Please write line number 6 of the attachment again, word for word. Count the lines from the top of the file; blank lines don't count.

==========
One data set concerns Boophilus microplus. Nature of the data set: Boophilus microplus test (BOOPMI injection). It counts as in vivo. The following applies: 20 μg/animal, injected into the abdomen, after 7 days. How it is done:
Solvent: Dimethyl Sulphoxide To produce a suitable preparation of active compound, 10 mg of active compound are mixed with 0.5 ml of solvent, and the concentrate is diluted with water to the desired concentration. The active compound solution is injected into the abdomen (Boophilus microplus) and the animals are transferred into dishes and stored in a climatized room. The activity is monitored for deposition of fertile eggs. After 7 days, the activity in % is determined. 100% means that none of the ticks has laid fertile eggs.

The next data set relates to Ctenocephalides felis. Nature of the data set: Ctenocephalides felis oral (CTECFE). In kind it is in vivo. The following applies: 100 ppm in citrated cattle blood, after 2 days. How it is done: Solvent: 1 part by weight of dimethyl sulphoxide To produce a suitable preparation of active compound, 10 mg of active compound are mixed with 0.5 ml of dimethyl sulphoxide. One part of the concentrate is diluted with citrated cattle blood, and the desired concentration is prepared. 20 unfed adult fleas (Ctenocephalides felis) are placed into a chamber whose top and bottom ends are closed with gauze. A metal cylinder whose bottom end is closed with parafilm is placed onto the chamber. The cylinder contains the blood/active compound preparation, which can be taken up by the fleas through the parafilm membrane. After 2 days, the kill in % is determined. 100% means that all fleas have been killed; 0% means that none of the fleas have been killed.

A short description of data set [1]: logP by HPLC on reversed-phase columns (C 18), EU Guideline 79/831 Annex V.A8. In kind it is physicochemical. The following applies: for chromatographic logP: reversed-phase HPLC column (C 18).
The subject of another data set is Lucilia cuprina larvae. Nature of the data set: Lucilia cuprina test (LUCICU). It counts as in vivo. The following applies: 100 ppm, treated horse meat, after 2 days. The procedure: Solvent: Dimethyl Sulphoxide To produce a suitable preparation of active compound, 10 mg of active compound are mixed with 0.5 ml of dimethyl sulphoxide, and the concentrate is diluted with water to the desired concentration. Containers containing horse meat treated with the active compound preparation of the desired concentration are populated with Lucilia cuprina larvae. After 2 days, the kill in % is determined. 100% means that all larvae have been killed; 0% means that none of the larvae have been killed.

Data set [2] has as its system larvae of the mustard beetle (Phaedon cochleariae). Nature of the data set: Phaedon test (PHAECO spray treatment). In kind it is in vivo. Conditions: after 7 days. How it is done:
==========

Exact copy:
Data set [2] has as its system larvae of the mustard beetle (Phaedon cochleariae). Nature of the data set: Phaedon test (PHAECO spray treatment). In kind it is in vivo. Conditions: after 7 days. How it is done: